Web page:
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Troops to Soon Undergo 'Don't Ask' Training

A senior U.S. Marine general claims it's having little impact on the troops

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    Marines walk through the dusty conditions at Camp Dwyer in Helmand Province, Afghanistan.

    Marines and Sailors will begin undergoing training to prepare for the repeal of the military's ban on openly gay troops and most will have completed it before they return home, according to a senior U.S. Marine general in Afghanistan.

    "I really don't think this is going to be earthshaking for them," said Maj. Gen. Richard Mills during a teleconference call from Helmand Province.

    Most of the troops serving in Helmand and Nimroz provinces will have had the training before they return home, but it depends on the situation on the ground, said Mills.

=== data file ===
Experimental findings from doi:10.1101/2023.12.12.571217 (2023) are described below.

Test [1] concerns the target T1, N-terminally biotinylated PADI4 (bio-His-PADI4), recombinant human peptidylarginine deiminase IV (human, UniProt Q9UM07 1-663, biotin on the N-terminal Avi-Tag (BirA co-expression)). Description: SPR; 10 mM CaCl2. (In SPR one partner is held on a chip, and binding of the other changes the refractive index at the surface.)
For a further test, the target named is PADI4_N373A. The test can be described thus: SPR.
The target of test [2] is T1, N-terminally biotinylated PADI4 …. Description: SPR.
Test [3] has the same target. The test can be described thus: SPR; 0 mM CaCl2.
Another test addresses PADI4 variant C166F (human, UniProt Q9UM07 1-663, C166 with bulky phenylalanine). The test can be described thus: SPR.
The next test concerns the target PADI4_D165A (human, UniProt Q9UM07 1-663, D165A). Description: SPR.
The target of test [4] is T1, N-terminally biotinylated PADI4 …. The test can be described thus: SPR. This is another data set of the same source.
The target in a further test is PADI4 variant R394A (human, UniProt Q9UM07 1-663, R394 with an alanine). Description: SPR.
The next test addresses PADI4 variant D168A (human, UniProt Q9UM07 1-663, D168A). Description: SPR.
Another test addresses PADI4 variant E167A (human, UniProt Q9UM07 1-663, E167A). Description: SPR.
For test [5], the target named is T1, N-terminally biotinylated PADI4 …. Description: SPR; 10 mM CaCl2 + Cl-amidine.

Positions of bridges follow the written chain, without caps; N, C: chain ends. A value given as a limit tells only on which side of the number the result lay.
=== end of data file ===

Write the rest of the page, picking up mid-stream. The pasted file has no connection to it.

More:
The units will attend sessions, "as soon as we can get them in an environment where they can pay attention," said Mills.

    The rest will be trained when they return home.

    The training sessions and discussion groups are being added to the series of classes Marines and Sailors go through before returning to the U.S. from deployment.

    The Maj. Gen. says he and other senior officers gone through the repeal training and claims it's having little impact on the troops under his command. He thinks the Majority of Marines and Sailors will deal with it okay.

    "Young Marines will be receptive to it," he said.

    Educational material includes setting up scenarios and handling ethical discussions, said Mills.

    The classes' instructors will be trained in the next month or so.

    Final implementation will go into effect 60 days after the president and his senior defense advisers certify that lifting the ban won't hurt troops' ability to fight.